Summer’s slower pace welcomed the opportunity for me to reenergize and bring new produce ideas into my business.
Last year, I spent the day at the farmers market in Union Square, New York City. Coming from the suburban neighborhood of Far Rockaway, the energy of Manhattan always fuels my enthusiasm to innovate. That day in August was no different. The rainbow of peppers, from mild to fire alarm hot, the rich hues of different stone fruits, like peaches, plums, and cherries, and the unbelievable assortment of summer tomatoes invigorated me.
I kept my eyes open to new trends and fruits and vegetables that might have been hybrid. (My eyes were equally open to the swarms of bees by the fresh honey stalls, a scary sight indeed.)
Near the booth selling ostrich eggs, (I told you the city has it all,) I strayed into a stand almost hidden from view. This middle-aged couple was selling a variety of summer squash.
To clarify, butternut, acorn, pumpkin, and the like all belong to the squash family, but are classified as winter squash. This husband and wife claimed to offer an array of summer squashes that no one in the market could compete with.
They were right. There must have been fifteen different types. The basic: yellow, green, and grey to be sure. But included in the cornucopia were cucuzza, crookneck, bitter Indian and warty (use your imagination to picture how that looked.) The adorable minis were there too: soft-yellow patty pans and mini courgettes that resemble tiny green zucchinis. There were some funny looking ones like eight ball, flying saucer, and tiger squash.
Sadly, I took the Long Island railroad and two subway transfers to get to the city. So I had a weight limit to carry home spoils of the day. I did make sure to buy at least one of each to sample to take home.
In my kitchen I experimented: Sautéed some, baked others, and stuffed some stunning squash blossoms. It was fun, yet I felt strangely unsatisfied.
The next day I took a short stroll to my backyard vegetable garden to pick of few home grown, tried and true green squash. Besides the pride they gave me in having a partial hand in raising them from plant to vegetable, there is nothing like the taste of familiarity. As I looked at the eggplant in the next row, I got to thinking.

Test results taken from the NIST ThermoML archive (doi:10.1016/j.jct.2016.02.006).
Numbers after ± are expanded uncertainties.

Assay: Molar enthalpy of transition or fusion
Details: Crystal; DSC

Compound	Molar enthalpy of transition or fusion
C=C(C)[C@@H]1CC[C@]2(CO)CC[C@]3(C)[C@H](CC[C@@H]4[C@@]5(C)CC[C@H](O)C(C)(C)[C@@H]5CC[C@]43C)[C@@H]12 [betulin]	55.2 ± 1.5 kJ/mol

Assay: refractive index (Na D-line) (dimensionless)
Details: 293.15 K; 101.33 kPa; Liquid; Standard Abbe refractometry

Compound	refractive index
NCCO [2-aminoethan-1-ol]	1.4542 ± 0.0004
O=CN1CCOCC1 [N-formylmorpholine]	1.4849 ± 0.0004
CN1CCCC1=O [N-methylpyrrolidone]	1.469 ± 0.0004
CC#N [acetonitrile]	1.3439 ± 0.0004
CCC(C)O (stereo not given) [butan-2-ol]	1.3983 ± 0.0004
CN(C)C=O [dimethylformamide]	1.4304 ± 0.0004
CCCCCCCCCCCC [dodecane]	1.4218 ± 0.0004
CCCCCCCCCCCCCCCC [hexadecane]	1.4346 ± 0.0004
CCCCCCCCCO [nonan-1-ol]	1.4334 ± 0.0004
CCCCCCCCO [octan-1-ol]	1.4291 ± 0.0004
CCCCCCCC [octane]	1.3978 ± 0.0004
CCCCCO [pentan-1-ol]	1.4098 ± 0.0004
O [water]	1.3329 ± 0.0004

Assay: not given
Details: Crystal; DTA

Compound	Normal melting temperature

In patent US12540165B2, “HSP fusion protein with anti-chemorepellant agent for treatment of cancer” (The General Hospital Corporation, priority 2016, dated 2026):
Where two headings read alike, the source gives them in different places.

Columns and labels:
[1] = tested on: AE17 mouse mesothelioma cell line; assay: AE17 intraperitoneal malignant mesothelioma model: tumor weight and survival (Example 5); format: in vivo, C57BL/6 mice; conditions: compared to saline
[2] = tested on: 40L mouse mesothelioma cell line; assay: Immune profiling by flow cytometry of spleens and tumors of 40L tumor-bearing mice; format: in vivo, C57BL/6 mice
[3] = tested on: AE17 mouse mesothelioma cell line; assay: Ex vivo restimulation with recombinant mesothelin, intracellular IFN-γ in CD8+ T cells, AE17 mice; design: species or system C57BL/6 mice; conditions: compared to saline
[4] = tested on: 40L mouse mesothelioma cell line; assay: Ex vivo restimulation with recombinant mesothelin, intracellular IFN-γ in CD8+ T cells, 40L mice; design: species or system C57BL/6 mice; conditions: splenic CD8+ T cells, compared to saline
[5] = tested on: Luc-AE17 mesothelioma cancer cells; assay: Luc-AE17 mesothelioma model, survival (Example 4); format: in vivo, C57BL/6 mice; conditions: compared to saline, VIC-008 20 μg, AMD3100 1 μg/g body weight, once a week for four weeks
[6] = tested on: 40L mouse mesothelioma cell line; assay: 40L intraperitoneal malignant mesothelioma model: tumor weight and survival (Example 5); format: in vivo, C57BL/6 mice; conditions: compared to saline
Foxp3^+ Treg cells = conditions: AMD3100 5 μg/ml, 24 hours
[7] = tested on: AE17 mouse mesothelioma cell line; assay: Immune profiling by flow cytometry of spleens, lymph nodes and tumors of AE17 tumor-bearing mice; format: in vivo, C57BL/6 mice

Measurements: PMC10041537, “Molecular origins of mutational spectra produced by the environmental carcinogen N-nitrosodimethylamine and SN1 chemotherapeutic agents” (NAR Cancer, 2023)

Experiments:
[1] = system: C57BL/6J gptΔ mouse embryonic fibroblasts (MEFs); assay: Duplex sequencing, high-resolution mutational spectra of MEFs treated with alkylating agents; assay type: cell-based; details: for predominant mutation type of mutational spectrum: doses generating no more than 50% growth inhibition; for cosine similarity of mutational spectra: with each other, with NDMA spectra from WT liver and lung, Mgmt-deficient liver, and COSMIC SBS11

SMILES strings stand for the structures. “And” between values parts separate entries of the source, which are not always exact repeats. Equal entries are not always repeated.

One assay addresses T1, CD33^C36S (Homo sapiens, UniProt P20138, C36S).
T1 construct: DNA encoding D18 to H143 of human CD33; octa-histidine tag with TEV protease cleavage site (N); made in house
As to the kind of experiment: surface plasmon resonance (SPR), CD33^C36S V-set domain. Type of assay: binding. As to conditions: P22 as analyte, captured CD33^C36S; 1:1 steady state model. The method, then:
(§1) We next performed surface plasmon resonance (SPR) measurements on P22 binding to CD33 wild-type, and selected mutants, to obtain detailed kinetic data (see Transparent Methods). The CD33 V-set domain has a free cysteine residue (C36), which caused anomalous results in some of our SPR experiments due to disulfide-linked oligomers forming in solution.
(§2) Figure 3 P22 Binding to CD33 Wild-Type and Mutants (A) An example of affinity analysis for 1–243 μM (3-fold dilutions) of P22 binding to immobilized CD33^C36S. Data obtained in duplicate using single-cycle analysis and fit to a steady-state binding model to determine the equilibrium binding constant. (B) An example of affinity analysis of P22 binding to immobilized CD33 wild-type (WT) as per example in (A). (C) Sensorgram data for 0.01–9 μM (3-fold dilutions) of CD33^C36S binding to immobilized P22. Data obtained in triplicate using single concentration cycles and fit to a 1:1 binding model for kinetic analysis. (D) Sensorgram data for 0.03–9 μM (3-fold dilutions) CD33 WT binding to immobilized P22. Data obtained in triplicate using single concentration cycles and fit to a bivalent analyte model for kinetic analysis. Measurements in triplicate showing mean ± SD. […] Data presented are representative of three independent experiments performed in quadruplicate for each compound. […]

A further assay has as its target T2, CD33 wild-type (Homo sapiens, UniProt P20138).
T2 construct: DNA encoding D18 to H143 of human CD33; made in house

If eggplant parmigiana is such a hit in my house, how would zucchini taste, prepared in the same way?
The results were terrific. I always found the taste of eggplant a bit overpowering for the kids, so this was a nice, milder flavor. It definitely was more work because zucchinis are smaller and I had more slices to fry as I assembled my dish. It took a trip to Manhattan to make me realize, that all the innovation I was looking for was sitting in my backyard the whole time!
3-4 large green zucchini (or equivalent)
1 cup of seasoned bread crumbs
1 egg beaten
Oil for frying
One jar of marinara sauce
16 oz. tub of cottage cheese
12 slices American cheese
16 oz bag of mixed cheddar and mozzarella cheese shredded
1. Cut off tops of zucchini and slice them lengthwise into 1 /2 inch slices. You should have enough slices to cover the area of a 9 b 13 inch pan 3 times. Lay zucchini on a sheet and sprinkle salt on them. Let sit till zucchini sweats. Pat dry.
2. Dip zucchini in egg and then bread crumbs. Repeat with remaining zucchini. Heat oil in frying pan and fry in batches. Zucchini should be slightly tender when done frying. About 2 minutes on each side. Don’t crowd the pan and change the oil midway.
3. Preheat oven 350. Pour 1 cup of marinara sauce on the bottom of a 9 by 13 inch pan. Line pan with fried zucchini strips. Mix egg with cottage cheese. Pour mixture on top of zucchini lined pan. Line another layer of zucchini. Layer American cheese over zucchini. Line with another layer of zucchini. Pour another cup of marinara sauce on layer of zucchini. Sprinkle bag of mixed shredded cheese.
4. Bake covered for 45 minutes and uncovered till cheese on top is firm and not loose. Let pan sit for a few minutes till firm. Slice and enjoy!
For more delicious recipes using Zucchini in season try:
Eliahu and Chaia Frishman live in Far Rockaway, New York and run Fruit Platters and More, a home-based fruit preparation business where they make stunning fruit platters, heavenly sorbets, and delicious soups, dips, salads, and juices serving the Five Towns and Far Rockaway. Visit www.fruitplattersandmore.com